Italy law cracks down on migrants

Rome passes controversial bill with measures such as fines to deter illegal immigration.

    Italy presented Libya with three patrol boats, the first of a total of six, to help intercept migrants [AFP]

    Fascist comparisons

    The bill increases the period of detention of illegal immigrants for identification from two months to six and makes anyone letting accommodation to them liable to up to three months in jail. 

    Berlusconi, who claims 76 per cent popular support for the restrictions, said: "We are closing the doors [to immigration] and we will only half open them for those who come to work and to integrate." 

    A register of homeless people will also be set up under the legislation.

    The bill will now go before Itlay's senate, where the government has a comfortable majority.

    The immigration provisions have been attacked by parties on the left, who accuse Berlusconi of harking back to the days of Benito Mussolini, the fascist dictator.

    Italian bishops have also expressed unease at the measures, which are designed to enable illegal immigrants to be brought rapidly before the courts and expelled from the country.

    Patrol boats

    Italy has rejected criticism of its operation to return to Libya would-be immigrants picked up by Italian vessels outside territorial waters to avoid the responsibility of taking them in.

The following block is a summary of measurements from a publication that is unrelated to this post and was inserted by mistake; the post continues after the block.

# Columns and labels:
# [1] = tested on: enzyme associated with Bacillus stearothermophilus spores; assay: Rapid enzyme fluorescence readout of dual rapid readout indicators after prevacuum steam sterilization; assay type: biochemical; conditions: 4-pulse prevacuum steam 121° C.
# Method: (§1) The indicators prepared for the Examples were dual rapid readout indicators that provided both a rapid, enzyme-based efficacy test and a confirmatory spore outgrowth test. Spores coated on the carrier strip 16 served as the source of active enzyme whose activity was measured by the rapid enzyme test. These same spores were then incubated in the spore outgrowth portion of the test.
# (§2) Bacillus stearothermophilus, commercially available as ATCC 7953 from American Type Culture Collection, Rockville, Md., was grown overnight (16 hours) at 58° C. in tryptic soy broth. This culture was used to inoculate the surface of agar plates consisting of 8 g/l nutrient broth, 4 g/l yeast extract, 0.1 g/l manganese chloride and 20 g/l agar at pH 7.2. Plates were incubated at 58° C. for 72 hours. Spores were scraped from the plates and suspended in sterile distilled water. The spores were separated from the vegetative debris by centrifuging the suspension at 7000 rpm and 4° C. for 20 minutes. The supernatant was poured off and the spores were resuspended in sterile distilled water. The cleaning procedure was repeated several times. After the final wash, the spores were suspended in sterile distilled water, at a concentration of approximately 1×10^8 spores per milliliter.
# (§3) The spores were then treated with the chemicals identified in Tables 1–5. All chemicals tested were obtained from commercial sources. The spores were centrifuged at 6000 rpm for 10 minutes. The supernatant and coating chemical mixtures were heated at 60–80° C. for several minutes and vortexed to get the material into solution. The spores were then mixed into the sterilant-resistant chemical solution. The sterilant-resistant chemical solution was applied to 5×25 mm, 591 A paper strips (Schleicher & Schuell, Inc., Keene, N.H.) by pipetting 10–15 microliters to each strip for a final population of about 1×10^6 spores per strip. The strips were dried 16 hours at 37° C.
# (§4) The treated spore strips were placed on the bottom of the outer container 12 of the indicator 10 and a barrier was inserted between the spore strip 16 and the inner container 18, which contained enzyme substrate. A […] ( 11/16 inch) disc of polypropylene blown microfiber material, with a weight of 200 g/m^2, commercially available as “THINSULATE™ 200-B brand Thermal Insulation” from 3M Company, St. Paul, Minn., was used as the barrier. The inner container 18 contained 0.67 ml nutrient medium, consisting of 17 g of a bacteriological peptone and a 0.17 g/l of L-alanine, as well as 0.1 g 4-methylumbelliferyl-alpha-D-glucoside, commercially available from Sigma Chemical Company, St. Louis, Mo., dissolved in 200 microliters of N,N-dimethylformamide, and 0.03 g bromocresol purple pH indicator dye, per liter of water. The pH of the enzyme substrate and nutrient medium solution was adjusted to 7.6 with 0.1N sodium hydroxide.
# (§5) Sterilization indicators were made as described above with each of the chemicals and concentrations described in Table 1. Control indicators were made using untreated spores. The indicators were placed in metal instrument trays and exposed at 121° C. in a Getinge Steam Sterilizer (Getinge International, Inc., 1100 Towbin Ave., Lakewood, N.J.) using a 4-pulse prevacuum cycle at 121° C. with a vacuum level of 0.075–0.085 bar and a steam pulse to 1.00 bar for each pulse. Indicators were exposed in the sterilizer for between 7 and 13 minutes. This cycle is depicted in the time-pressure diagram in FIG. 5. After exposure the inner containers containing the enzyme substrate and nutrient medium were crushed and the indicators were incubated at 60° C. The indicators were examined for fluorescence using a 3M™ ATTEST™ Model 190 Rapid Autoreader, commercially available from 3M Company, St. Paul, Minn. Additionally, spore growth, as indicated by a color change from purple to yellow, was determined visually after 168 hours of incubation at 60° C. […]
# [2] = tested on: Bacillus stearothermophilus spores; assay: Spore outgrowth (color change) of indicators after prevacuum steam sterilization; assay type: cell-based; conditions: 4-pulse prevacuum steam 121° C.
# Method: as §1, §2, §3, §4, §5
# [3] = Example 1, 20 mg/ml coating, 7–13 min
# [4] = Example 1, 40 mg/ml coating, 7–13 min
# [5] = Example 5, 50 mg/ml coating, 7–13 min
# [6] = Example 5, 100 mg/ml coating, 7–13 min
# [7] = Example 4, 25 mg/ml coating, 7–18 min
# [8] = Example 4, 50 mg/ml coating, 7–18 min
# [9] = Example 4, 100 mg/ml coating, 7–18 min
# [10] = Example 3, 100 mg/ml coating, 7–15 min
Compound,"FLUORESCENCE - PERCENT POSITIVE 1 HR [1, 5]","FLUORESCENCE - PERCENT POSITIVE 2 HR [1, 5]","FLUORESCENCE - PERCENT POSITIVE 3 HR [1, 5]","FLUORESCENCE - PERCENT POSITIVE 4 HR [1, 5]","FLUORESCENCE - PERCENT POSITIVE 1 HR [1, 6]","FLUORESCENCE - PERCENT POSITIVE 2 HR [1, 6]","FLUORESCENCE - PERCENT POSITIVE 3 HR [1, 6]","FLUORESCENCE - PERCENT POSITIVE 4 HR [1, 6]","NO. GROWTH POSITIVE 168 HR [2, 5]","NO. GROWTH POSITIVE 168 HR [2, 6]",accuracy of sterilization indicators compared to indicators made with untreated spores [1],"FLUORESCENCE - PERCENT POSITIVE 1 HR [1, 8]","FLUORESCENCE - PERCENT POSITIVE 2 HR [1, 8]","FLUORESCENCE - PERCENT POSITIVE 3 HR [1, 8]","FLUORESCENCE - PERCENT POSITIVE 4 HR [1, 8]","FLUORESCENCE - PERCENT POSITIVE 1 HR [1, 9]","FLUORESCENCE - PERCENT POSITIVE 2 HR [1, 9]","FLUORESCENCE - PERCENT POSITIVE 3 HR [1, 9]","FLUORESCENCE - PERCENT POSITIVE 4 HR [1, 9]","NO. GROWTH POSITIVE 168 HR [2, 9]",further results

The policy has been attacked by the United Nations refugee agency, the Vatican and human rights organisations.

    Giorgio Napolitano, Italy's president, warned on Thursday against what he said is a "public rhetoric that does not hesitate to incorporate intolerant and xenophobic tones".

    Rome has long pressed Libya to better patrol its coasts to prevent the near-daily boatloads of African immigrants from setting off for Europe.

    Roberto Maroni, Italy's interior minister, who attended the handover of patrol boats in Gaeta, said: "We have the moral duty, before the right, to fight the traffic of human beings in every way in every form and with every measure."

    SOURCE: Agencies


    YOU MIGHT ALSO LIKE

    How different voting systems work around the world

    How different voting systems work around the world

    Nearly two billion voters in 52 countries around the world will head to the polls this year to elect their leaders.

    How Moscow lost Riyadh in 1938

    How Moscow lost Riyadh in 1938

    Russian-Saudi relations could be very different today, if Stalin hadn't killed the Soviet ambassador to Saudi Arabia.

    The great plunder: Nepal's stolen treasures

    The great plunder: Nepal's stolen treasures

    How the art world's hunger for ancient artefacts is destroying a centuries-old culture. A journey across the Himalayas.